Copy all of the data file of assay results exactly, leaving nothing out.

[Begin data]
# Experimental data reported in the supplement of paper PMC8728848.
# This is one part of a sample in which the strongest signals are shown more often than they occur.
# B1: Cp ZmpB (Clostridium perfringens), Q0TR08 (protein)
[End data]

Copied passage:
# Experimental data reported in the supplement of paper PMC8728848.
# This is one part of a sample in which the strongest signals are shown more often than they occur.
# B1: Cp ZmpB (Clostridium perfringens), Q0TR08 (protein)